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Tuesday, January 31, 2012

Letter To My Granddaughter

Dear Gracie,

Life is an epic adventure. There will be exuberant laughter and tears of brokenness, peril and security, exhilarating mystery and introspective stillness. Preparation and completion – equally important. Knowing your identity is necessary when choosing to sacrifice for another. You will need both strength and humility. Embrace balance and grow through every experience, sweet Gracie.

God holds the key to your identity, and it's truly fascinating and thrilling to meet your true self. He made you interesting in your own right. You are not the stage setting of another person's show. If your calling is one of poverty and service, answering that calling is the only time you will feel truly alive. Don't throw it away when you fall in love. It's sacrilege to worship your man instead of God. It's idolatry to sacrifice God's design for your life to another human being. To be completely frank, you'll become a shadow of the living, breathing, vital, exciting woman he fell in love with.

Your true self will not be denied. Whoever Grace is – she will break down every barrier and burst through all the chains you or others try to contain or imprison her within. It's easier to never deny her in the first place than to clean up the mess when she “gets out”. And she will get out. She may resemble a wild-haired, wild-eyed, rebellious hellion if you make her work too hard for it. This will require an adjustment period for people you love most, until she settles down a bit.

One last thing... consider the wisdom of your mother carefully. The more it annoys you, the closer you should pay attention. Set your pride and brilliance aside for a moment and see what you can learn. Her epic adventure has made her wise. Your mother's love may be the purest human love you ever experience. When you look back at the times you thought she was clueless - you'll appreciate the wisdom in her patience. You'll marvel at the self control enabling her to resist slapping the arrogance right off your smug little face. Humility will serve you well in your relationship with your mother.


Tuesday, January 17, 2012

C. S. Lewis Was An Atheist

C.S. Lewis became an atheist at age 15. He "was very angry with God for not existing." (This is an Irish attitude which I understand completely.) He was unable to avoid God forever, though he gave it his utmost effort until:

"You must picture me alone in that room in Magdalen, night after night, feeling, whenever my mind lifted even for a second from my work, the steady, unrelenting approach of Him whom I so earnestly desired not to meet. That which I greatly feared had at last come upon me. In the Trinity Term of 1929 I gave in, and admitted that God was God, and knelt and prayed: perhaps, that night, the most dejected and reluctant convert in all England." (Surprised by Joy, CS Lewis)

He converted from Theism to Christianity 2 years later.

"A man who was merely a man and said the sort of things Jesus said would not be a great moral teacher. He would either be a lunatic – on the level with the man who says he is a poached egg – or else he would be the Devil of Hell. You must make your choice. Either this man was, and is, the Son of God, or else a madman or something worse. You can shut him up for a fool, you can spit at him and kill him as a demon or you can fall at his feet and call him Lord and God, but let us not come with any patronizing nonsense about his being a great human teacher. He has not left that open to us. He did not intend to." (Mere Christianity, Lewis)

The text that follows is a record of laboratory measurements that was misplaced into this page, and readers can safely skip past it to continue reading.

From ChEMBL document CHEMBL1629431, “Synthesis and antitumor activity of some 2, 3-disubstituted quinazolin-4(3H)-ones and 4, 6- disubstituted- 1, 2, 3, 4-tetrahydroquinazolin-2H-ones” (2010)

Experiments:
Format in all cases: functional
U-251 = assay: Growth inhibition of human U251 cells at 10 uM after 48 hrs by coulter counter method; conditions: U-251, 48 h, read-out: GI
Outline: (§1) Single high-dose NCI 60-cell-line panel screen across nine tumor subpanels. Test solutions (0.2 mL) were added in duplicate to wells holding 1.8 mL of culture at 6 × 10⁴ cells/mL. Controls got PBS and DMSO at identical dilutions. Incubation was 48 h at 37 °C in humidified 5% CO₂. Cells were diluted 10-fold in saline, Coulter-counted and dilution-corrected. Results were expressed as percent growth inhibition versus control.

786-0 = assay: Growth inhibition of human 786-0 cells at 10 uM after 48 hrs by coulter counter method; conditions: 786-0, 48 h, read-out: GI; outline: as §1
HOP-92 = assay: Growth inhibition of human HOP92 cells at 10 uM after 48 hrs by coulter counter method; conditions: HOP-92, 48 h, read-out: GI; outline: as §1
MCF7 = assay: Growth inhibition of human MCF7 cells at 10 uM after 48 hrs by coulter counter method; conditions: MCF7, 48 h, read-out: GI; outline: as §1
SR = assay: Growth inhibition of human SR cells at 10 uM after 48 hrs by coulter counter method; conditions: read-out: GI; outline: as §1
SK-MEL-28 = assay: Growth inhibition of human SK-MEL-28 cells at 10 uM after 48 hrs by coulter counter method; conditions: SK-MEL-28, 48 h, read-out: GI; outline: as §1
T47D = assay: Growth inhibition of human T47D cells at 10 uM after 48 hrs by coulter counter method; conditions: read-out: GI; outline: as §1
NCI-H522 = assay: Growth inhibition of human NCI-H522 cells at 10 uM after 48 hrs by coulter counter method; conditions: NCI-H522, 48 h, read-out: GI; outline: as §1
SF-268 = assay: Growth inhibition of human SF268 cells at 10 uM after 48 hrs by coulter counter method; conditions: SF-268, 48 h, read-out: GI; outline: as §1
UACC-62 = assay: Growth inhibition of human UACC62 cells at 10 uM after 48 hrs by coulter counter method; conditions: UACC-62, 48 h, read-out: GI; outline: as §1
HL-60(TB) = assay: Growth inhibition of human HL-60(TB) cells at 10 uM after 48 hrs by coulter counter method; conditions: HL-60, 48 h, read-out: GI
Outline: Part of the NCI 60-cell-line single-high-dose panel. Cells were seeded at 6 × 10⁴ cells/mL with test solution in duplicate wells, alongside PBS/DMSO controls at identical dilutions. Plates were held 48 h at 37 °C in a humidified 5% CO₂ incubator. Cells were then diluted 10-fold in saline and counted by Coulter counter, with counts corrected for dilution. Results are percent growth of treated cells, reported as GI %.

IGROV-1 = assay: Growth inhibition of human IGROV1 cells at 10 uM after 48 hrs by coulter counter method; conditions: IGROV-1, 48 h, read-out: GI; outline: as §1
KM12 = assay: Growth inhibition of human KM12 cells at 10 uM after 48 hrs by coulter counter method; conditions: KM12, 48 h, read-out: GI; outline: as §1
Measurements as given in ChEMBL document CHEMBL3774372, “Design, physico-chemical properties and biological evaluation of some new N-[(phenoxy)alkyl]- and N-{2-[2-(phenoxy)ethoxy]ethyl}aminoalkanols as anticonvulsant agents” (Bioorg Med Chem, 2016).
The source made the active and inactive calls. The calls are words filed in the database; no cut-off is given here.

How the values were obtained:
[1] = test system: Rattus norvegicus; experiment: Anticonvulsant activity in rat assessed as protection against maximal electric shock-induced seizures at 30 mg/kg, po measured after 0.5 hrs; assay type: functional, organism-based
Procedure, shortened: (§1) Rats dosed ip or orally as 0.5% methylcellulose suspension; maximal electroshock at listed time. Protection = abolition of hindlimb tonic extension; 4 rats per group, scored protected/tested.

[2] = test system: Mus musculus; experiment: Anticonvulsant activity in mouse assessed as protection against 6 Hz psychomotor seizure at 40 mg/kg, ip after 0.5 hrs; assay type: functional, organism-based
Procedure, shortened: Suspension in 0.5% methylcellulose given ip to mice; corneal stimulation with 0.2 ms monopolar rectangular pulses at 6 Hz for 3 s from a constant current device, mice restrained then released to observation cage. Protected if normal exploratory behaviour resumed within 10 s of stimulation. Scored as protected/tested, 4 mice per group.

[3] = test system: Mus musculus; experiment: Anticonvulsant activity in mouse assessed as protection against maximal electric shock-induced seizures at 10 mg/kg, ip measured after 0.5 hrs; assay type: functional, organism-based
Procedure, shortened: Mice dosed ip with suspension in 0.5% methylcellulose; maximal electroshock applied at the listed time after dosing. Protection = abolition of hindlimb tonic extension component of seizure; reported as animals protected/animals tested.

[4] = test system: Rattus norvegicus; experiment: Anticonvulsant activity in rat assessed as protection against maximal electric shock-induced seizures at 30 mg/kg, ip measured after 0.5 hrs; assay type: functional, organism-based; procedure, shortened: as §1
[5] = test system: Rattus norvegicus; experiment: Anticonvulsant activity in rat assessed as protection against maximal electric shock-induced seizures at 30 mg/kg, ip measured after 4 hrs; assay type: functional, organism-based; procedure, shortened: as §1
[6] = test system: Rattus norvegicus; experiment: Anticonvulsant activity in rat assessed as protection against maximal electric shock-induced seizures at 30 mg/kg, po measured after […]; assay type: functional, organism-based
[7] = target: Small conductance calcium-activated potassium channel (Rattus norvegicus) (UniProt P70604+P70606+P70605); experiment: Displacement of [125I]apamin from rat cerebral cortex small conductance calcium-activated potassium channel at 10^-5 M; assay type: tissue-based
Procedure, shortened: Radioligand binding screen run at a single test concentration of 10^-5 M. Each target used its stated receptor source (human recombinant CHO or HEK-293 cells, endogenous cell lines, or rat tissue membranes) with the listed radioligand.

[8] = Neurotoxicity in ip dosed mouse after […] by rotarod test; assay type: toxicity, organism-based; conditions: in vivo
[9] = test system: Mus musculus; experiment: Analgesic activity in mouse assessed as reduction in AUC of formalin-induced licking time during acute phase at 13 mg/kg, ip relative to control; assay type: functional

Friday, January 6, 2012

New Year, New Start, Lotsa Books

I'm posting in case someone clicks on a comment I've left as I've surfed all over the blogger universe this weekend. Hi! *wave*

I've been away. I've written for for the past six months, and I've been arranging and rearranging my "creative space"(sewing room). I've now renamed that space as my "studio", however the sewing machine and ironing board are still residing there. Studio sounded quite serious, and when I call it that, then open the door and see it... it makes me laugh.

Last month, a lovely editor of a magazine critiqued an article I wrote. It was an offer she made to everyone in the class last summer... deadline was December 24th. I had NOTHING to write about until December 20th. It was mailed overnight on the 23rd. She wrote such lovely things and was helpful in some editing tips - I was high-fiving myself all the way home from the post office.

I'm submitting the finished article next week.

Today, I stopped by twitter and realized people HAVE been tweeting, even though I've not been reading them. Actually, life goes so quickly at Twitter that I can't keep up.... you could get married, conceive a child and send the kid to preschool and I'll have missed all that. I'll have stopped by the day you discovered that Claussen pickles "rock".

What I learned on Twitter today is: Bookish Dad is reading 100 books this year. I've joined the madness. He agreed to read the first title recommended in each comment. I offered up "One For The Money" by Janet Evanovich. Others were going for classics and literary works. I thought he deserved a little brain vacation, so I provided one.

I'm currently reading:

Ordering Your Private World by Gordon MacDonald
The Story of Beautiful Girl by Rachel Simon
First Things First by Stephen Covey - this doesn't count because I've read it already.

I'm NOT promising to read suggested books for two reasons. First, I haven't written here for so long.. I'm not sure anyone will read this. Second - If someone DOES stop by, I don't want to risk reading something awful. If you stop by and you have a really good book to recommend, I'll check it out. No promises, though.